Ukraine : Between Civilizations

BRUSSELS, Belgium -- For anybody wanting to understand countries like Ukraine, Huntington’s “clash of civilizations” should top their reading list. In Ukraine, which is closely bound to both Europe and Russia, the clash of civilizations is profoundly visible.

Ukraine is a country closely bound to both Europe and Russia.

Fault-lines between civilizations have replaced the political and ideological borders of the Cold war as a flashpoint. With the crumbling of the Iron Curtain ideological division disappeared only to be replaced by other types of division – visa curtain, obstacles in trade, movement of capital.

The years that followed witnessed the beginning of dramatic changes in people’s identities and the symbols of those identities, with global politics being reconfigured along these lines.

Ukraine is a perfect example of this, being a fault-line that separates in terms of Huntington Western catholic civilization from Russian Orthodox world. Nowadays this divide has become evident in the assessment of Ukraine’s “Europeaness”, with Ukraine almost having to prove it is European.

Off-the-cuff remarks by both Ukrainian politicians and foreign dignitaries are frequently interpreted as Ukraine swinging in one direction or the other.

While geographically Ukraine is part of the European continent this has not proven sufficient to guarantee a warm welcome from the EU. Ukraine's Soviet past, its links to Russia and to neo-Soviet political culture mean that, for many in the West, Ukraine is still psychologically not part of Europe.

This goes someway to explaining why the EU continues to refuse to offer the country a membership perspective.

A New State is Born

20 years ago, 90% of Ukrainian’s voted for independence. However, not everyone welcomed the emergence of this new European country comparable in size to France.

In his famous chicken Kiev speech, given a few weeks before the vote in the Rada, former US President G W Bush senior, cautioned against “suicidal nationalism” advising Ukrainians not to withdraw from the Soviet Union.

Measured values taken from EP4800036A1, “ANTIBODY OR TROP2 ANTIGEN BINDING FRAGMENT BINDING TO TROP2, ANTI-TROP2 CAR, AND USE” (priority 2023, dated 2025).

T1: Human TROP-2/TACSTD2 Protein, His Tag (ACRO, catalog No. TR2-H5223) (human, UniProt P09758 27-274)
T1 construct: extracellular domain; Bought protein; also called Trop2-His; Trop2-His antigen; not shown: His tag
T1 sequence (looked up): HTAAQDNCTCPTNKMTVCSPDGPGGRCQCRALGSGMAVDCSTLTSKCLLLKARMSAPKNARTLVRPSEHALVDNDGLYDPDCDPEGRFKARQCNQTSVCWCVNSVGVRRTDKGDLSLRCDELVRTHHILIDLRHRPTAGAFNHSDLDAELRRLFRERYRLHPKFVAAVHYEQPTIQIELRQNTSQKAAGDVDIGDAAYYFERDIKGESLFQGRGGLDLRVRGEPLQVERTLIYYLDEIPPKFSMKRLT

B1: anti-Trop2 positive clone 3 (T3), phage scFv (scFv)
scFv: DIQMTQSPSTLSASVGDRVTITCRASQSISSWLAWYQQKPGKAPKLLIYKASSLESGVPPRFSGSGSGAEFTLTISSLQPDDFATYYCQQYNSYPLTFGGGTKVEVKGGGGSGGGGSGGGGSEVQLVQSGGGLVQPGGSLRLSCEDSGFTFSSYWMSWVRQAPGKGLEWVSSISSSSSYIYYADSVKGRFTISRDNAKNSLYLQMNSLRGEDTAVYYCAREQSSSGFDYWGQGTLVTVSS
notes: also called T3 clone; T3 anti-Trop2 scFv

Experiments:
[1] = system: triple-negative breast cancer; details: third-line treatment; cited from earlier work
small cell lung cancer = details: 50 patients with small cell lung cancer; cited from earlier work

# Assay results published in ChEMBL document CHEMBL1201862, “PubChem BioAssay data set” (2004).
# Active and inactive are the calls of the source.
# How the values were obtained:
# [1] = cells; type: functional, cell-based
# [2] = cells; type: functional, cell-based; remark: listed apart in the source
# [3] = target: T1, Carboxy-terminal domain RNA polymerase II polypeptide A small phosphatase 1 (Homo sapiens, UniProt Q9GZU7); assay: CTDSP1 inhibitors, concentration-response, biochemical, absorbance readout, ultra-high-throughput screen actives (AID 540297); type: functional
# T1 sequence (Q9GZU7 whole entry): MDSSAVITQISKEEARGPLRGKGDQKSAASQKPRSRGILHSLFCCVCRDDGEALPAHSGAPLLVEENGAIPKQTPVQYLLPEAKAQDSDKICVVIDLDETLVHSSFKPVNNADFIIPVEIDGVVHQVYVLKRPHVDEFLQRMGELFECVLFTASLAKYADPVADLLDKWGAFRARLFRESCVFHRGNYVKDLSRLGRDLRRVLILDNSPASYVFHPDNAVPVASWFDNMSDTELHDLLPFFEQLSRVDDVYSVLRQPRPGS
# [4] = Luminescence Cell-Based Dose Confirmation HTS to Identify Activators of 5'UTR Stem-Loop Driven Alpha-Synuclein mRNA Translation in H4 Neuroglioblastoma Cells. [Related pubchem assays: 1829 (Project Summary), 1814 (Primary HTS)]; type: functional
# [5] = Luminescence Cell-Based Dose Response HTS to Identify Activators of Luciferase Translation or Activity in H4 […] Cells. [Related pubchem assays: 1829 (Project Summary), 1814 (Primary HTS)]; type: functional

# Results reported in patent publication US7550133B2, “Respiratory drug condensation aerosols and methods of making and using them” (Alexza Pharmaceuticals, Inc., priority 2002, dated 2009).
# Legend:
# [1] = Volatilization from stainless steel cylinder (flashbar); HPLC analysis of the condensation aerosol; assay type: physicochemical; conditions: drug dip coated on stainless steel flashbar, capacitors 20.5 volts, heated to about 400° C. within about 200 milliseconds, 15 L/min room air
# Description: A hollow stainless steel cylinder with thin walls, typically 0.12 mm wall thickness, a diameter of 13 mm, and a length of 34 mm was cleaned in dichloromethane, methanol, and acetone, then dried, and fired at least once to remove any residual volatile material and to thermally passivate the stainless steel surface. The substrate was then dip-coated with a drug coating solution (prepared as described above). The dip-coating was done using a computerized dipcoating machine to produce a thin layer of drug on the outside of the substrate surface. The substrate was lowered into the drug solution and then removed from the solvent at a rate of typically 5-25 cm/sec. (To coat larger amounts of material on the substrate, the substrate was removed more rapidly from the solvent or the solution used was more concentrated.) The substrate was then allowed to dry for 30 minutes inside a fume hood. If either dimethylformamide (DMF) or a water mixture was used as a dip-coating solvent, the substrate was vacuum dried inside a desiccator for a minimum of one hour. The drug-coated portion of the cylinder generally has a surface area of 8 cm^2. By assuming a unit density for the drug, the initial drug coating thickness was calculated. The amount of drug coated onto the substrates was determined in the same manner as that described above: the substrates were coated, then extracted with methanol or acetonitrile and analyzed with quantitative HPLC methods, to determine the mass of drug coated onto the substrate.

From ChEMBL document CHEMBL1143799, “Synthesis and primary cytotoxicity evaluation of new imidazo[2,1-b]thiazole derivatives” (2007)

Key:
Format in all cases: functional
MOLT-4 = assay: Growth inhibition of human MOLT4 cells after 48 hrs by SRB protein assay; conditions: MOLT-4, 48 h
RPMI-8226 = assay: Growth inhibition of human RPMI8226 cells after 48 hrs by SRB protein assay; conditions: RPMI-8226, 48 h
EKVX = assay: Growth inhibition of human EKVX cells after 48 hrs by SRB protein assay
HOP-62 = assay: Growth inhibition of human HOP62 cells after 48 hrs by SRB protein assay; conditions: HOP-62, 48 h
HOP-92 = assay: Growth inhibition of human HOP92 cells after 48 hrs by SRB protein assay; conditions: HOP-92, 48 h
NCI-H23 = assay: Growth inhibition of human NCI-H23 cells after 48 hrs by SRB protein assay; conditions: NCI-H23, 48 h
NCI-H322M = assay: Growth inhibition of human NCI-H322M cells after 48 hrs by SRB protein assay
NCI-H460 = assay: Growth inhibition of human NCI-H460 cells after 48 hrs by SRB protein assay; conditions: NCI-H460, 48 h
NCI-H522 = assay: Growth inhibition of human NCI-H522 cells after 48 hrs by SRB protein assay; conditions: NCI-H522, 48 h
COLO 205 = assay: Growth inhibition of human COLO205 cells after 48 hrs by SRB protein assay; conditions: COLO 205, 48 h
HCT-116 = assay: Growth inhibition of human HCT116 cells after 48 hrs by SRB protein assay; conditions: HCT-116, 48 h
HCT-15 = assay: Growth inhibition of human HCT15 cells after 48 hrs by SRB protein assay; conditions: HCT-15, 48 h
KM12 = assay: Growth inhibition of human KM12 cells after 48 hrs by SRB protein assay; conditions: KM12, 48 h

With this statement, the US clearly spelled out that it would prefer Ukraine to remain part of the USSR. However, after the fall of the Berlin wall, the destruction of frontier markers between Austria and Hungary and the collapse of Communism throughout Eastern Europe it was the only way forward.

Back then Ukrainians viewed themselves as being no different to their former Soviet bloc neighbours and Kiev was optimist that Europe’s reunification project would soon penetrate its borders.

This was not to be the case. Almost immediately the then European Community made a clear distinction between former CIS states (including Ukraine) and the satellite states (Poland, Hungary, etc). Therefore, reforms launched in Ukraine were not as robustly supported by the EC as in other Central and Eastern states.

A New Iron Curtain

By the mid-1990’s the differences were more visible. While then Poles and Hungarians were soon able to travel westward without visas, which eventually led to all of Ukraine’s western neighbors joining the EU, Ukraine was left out in the cold.

It seemed that a new Iron Curtain had been constructed just a few hundred kilometers from the old one. Of course, Ukraine was not helped by its then leadership. While President Kuchma may have regularly voiced a desire to be part of the EU, his autocratic style ran against the key values of the EU. Therefore Brussels had the perfect excuse for keeping Ukraine at arms length.

However, the 2004 Orange Revolution opened a new page in Ukraine’s history. Suddenly Ukraine was recognized the world over, as not only a democratic state but as a model in its unruly neighbourhood.